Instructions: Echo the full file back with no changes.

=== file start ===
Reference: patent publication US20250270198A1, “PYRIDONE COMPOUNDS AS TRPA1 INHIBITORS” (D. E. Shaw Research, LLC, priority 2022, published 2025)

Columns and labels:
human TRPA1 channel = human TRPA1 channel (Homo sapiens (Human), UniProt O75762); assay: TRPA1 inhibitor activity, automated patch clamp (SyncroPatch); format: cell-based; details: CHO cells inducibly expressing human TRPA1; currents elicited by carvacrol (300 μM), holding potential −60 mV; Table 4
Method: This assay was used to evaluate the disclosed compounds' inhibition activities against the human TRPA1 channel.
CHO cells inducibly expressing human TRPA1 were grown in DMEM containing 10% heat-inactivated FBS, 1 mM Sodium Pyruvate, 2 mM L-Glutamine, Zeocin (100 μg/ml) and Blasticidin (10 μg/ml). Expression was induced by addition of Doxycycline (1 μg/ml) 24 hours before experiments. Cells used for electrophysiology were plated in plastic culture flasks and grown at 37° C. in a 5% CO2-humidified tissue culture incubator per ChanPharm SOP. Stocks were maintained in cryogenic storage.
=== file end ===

Reference: patent publication US20250270198A1, “PYRIDONE COMPOUNDS AS TRPA1 INHIBITORS” (D. E. Shaw Research, LLC, priority 2022, published 2025)

Columns and labels:
human TRPA1 channel = human TRPA1 channel (Homo sapiens (Human), UniProt O75762); assay: TRPA1 inhibitor activity, automated patch clamp (SyncroPatch); format: cell-based; details: CHO cells inducibly expressing human TRPA1; currents elicited by carvacrol (300 μM), holding potential −60 mV; Table 4
Method: This assay was used to evaluate the disclosed compounds' inhibition activities against the human TRPA1 channel.
CHO cells inducibly expressing human TRPA1 were grown in DMEM containing 10% heat-inactivated FBS, 1 mM Sodium Pyruvate, 2 mM L-Glutamine, Zeocin (100 μg/ml) and Blasticidin (10 μg/ml). Expression was induced by addition of Doxycycline (1 μg/ml) 24 hours before experiments. Cells used for electrophysiology were plated in plastic culture flasks and grown at 37° C. in a 5% CO2-humidified tissue culture incubator per ChanPharm SOP. Stocks were maintained in cryogenic storage.